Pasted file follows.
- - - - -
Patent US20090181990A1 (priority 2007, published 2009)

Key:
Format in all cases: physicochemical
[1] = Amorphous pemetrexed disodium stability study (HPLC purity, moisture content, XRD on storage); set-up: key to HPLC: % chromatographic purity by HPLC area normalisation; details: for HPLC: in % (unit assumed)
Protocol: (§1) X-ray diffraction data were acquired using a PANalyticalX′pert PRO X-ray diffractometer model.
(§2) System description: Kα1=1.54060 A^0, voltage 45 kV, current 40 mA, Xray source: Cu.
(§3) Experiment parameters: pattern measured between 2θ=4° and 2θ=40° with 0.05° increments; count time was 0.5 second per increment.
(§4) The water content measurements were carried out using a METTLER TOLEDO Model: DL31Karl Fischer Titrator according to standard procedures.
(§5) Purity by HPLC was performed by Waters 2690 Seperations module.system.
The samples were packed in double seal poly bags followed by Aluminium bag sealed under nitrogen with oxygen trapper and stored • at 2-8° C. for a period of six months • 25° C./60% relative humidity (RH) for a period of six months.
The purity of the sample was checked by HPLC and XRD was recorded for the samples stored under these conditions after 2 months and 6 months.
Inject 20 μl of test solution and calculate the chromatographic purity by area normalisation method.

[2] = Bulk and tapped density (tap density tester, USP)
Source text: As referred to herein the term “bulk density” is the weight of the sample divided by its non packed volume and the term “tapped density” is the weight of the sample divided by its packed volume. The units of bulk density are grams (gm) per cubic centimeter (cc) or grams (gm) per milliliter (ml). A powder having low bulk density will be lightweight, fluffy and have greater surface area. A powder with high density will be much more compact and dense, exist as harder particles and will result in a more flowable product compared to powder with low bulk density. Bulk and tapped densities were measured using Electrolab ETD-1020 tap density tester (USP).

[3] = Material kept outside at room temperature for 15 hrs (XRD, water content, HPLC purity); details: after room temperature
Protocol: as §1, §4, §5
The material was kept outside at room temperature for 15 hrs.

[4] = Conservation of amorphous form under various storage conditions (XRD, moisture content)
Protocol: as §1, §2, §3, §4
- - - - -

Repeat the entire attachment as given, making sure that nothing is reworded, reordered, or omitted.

Patent US20090181990A1 (priority 2007, published 2009)

Key:
Format in all cases: physicochemical
[1] = Amorphous pemetrexed disodium stability study (HPLC purity, moisture content, XRD on storage); set-up: key to HPLC: % chromatographic purity by HPLC area normalisation; details: for HPLC: in % (unit assumed)
Protocol: (§1) X-ray diffraction data were acquired using a PANalyticalX′pert PRO X-ray diffractometer model.
(§2) System description: Kα1=1.54060 A^0, voltage 45 kV, current 40 mA, Xray source: Cu.
(§3) Experiment parameters: pattern measured between 2θ=4° and 2θ=40° with 0.05° increments; count time was 0.5 second per increment.
(§4) The water content measurements were carried out using a METTLER TOLEDO Model: DL31Karl Fischer Titrator according to standard procedures.
(§5) Purity by HPLC was performed by Waters 2690 Seperations module.system.
The samples were packed in double seal poly bags followed by Aluminium bag sealed under nitrogen with oxygen trapper and stored • at 2-8° C. for a period of six months • 25° C./60% relative humidity (RH) for a period of six months.
The purity of the sample was checked by HPLC and XRD was recorded for the samples stored under these conditions after 2 months and 6 months.
Inject 20 μl of test solution and calculate the chromatographic purity by area normalisation method.

[2] = Bulk and tapped density (tap density tester, USP)
Source text: As referred to herein the term “bulk density” is the weight of the sample divided by its non packed volume and the term “tapped density” is the weight of the sample divided by its packed volume. The units of bulk density are grams (gm) per cubic centimeter (cc) or grams (gm) per milliliter (ml). A powder having low bulk density will be lightweight, fluffy and have greater surface area. A powder with high density will be much more compact and dense, exist as harder particles and will result in a more flowable product compared to powder with low bulk density. Bulk and tapped densities were measured using Electrolab ETD-1020 tap density tester (USP).

[3] = Material kept outside at room temperature for 15 hrs (XRD, water content, HPLC purity); details: after room temperature
Protocol: as §1, §4, §5
The material was kept outside at room temperature for 15 hrs.

[4] = Conservation of amorphous form under various storage conditions (XRD, moisture content)
Protocol: as §1, §2, §3, §4